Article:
It seems like many of the successful women scientists I've profiled here have careers that follow a fairly straight path, from youthful science fairs to long hours in the lab and field as graduate students and postdocs. I think it's interesting to read about scientists whose careers took a more roundabout route. One such scientist is Olivera "Olja" Finn, Professor and Chair of the University of Pittsburgh Department of Immunology.
A recent profile in Science talks about her non-traditional (at least for a scientist) background. Finn grew up in the former Yugoslavia aspiring to direct plays. That changed when she met American college exchange student Seth Finn. Despite her youth - she was fresh out of high school - they married and moved to the United States.
After briefly attending college in California and Indiana, she ended up in Puerto Rico, where her husband was serving in the Coast Guard. At the urging of her father, a theater manager with geology and biology degrees, Finn had followed the technical track at her Yugoslavian high school. In Puerto Rico, her scientific ambition blossomed. For an undergraduate project at the Interamerican University in San Juan, where she completed her bachelor's degree in biology, Finn figured out missing steps in the life cycle of a hookworm that circulates among humans, birds, rats, and cockroaches. The work involved poking around seedy areas of downtown San Juan and picking up roaches as big as a tablespoon, but she loved it. "The life of research--getting data and making hypotheses--consumed me," she says.The Finns also started a family, and she entered graduate school at Stanford with an 7-month-old infant. Her husband was also working towards his Ph.D. in Communications at Stanford. After earning her PhD and a two-year postdoc she joined the faculty of Duke University, chosen because her husband already had a position at the University of North Carolina, Chapel Hill.
Finn and her husband took turns going for advancement. After Seth's job led them to North Carolina, the choice to move to Pittsburgh was hers. For 4 years, Seth commuted every week between Pennsylvania and North Carolina before being hired by Robert Morris University in Pittsburgh.Despite making choices that might seem detrimental to a career in science, such as starting a family before graduate school and letting her husband's career determine where she attended university and started her first lab, Finn has been quite successful.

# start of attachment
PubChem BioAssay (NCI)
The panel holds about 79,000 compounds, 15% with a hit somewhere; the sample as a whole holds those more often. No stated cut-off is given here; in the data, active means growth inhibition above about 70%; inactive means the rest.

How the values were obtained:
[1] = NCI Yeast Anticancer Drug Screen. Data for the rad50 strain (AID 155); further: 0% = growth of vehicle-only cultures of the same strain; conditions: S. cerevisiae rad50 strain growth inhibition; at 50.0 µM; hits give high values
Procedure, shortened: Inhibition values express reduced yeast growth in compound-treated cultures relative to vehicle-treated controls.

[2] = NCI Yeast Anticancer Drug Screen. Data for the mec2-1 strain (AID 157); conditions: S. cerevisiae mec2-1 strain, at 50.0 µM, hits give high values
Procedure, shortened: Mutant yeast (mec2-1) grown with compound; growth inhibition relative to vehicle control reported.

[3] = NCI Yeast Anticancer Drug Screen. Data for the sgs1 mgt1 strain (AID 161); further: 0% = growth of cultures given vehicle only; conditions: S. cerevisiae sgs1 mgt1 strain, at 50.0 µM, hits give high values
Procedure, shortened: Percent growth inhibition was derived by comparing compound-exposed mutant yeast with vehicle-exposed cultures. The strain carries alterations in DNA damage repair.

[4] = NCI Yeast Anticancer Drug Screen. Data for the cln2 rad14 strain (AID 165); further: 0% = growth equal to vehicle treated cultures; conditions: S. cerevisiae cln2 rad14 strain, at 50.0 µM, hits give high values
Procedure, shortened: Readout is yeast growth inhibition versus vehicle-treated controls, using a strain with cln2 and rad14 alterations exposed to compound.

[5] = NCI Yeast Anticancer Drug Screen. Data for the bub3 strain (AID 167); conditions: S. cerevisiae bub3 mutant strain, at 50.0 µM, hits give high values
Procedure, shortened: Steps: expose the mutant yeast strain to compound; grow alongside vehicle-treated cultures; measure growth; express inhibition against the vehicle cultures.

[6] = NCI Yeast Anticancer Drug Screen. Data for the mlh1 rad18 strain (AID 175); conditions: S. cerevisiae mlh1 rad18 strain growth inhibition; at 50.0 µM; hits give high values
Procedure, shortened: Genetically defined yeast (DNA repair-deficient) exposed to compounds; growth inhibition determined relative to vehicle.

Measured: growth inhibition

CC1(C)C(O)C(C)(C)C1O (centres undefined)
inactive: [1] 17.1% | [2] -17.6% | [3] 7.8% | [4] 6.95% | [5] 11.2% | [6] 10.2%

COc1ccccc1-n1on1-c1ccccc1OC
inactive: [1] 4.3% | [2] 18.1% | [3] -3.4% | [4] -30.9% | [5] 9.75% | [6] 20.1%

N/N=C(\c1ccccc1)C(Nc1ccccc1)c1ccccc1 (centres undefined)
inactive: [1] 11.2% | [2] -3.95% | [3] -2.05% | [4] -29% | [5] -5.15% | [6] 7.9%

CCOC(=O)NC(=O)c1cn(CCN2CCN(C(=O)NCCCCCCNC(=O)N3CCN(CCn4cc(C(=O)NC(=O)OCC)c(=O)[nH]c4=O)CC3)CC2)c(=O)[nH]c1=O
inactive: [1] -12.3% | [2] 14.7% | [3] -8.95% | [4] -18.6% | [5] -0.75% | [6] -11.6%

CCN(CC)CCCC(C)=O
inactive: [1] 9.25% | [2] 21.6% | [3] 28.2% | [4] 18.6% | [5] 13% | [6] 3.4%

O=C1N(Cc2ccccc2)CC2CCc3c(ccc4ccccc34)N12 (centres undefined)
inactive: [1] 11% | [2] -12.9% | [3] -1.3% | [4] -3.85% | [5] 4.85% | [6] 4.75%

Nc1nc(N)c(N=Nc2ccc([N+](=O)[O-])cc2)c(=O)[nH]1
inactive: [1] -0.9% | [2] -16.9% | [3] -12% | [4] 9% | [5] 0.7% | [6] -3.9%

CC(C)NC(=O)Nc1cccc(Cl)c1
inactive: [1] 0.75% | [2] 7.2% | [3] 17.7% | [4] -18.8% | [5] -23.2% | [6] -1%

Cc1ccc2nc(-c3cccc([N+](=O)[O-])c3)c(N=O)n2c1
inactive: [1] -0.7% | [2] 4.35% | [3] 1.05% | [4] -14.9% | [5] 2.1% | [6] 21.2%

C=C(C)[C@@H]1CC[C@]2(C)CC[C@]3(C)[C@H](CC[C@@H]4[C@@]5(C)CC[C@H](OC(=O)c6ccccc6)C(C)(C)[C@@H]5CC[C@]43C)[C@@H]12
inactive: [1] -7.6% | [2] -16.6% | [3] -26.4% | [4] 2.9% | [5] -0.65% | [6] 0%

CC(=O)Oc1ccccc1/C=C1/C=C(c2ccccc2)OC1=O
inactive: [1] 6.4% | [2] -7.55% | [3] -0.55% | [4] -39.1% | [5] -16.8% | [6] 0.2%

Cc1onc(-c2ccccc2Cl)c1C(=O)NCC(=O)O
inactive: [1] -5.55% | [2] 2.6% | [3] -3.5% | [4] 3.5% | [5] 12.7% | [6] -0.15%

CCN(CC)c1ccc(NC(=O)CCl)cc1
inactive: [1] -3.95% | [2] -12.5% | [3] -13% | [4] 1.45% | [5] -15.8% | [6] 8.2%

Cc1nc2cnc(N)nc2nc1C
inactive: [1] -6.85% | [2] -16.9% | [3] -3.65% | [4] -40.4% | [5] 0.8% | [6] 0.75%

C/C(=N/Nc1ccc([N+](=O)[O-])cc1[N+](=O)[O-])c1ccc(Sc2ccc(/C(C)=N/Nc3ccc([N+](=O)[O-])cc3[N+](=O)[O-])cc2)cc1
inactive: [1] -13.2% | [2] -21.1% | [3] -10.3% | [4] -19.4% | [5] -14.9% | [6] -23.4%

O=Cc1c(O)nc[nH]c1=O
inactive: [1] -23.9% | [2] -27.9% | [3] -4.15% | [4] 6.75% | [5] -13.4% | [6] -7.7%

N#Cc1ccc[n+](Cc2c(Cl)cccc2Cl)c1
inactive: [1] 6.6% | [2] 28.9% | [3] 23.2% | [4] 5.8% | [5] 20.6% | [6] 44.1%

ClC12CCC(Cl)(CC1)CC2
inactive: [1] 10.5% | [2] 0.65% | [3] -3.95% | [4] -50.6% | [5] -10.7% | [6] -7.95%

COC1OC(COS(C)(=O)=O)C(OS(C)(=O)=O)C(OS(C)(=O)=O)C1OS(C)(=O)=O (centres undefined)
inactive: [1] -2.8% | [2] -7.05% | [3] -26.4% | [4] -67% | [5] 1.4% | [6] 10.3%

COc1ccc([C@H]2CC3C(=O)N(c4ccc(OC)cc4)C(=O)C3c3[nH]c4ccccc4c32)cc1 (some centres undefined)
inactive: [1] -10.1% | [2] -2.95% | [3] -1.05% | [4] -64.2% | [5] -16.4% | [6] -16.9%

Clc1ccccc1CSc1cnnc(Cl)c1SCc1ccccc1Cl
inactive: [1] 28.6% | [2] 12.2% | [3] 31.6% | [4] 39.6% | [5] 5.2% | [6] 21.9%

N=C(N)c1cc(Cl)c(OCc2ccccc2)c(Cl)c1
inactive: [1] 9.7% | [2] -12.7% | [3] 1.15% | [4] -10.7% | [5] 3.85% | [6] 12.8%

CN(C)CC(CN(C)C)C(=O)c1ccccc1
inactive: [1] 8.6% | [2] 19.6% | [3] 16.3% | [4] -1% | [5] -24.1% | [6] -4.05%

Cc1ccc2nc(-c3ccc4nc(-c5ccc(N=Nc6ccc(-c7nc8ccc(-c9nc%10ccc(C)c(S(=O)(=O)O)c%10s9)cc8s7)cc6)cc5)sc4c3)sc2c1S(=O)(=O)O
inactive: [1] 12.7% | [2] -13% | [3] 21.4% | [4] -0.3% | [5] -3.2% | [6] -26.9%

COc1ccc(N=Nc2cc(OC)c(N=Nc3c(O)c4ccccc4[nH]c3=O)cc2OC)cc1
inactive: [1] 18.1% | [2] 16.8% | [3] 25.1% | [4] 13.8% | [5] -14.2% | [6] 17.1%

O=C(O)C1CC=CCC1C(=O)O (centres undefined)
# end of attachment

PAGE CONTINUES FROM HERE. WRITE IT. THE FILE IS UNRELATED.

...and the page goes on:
Nearly 20 years ago, she discovered the first cancer antigen, a tumor molecule that elicits a reaction from immune cells. And despite spending her youth in Communist-run Yugoslavia, Finn has climbed the academic ladder in the United States--she is chair of immunology at the University of Pittsburgh in Pennsylvania and has served as president of the American Association of Immunologists. She argues that interweaving career and family is essential. "I don't think we live long enough to do things sequentially."And she thinks that having a family while young was a good deciscion:
If you think you'll have more time for parenting later in life, you are wrong, she says.But what I wonder is how much support Olja Finn received from her husband while in graduate school. Having a husband who shares the child-care duties would obviously make a tremendous difference, since graduate students rarely have enough money to hire full-time babysitters and taking care of an infant while working in the lab would be very difficult.
Carrie Miceli, who was Finn's first graduate student and is now an immunologist at the University of California, Los Angeles, says she followed Finn's example, although she waited until starting her own lab to have a child. "It was great to see a woman with kids and a family who was not talking about what a compromise it was," says Miceli.
Finn's laboratory is currently working towards developing a vaccine is designed to prevent colon cancer.
"The field has advanced faster because of her," says Martin Cheever, a medical oncologist at the Fred Hutchinson Cancer Research Center in Seattle, Washington. Finn deserves credit not only for her scientific insights, he adds, but also for her devotion to nurturing other scientists' research and fostering cross-disciplinary collaborations. Without such prompting, "cancer biologists and immunologists [usually] sit on their own sides of the fence," notes immunologist Ralph Steinman of Rockefeller University in New York City.More information:
- For more discussion of the Science article see "Olja Finn: Science Goddess" at the Medical Writing, Editing & Grantsmanship blog
- Leslie, M. "Olivera Finn Profile: Directing a Life in Science", Science (15 Aug 2008) 321(5891): 906-907 (subscription required)
- Finn, OJ. "Immunological Weapons Acquired Early in Life Win Battles with Cancer Late in Life" J. Immunol. (2008) 181:1589-1592 (this is a personal overview of her research in tumor immunology over the past 20 years)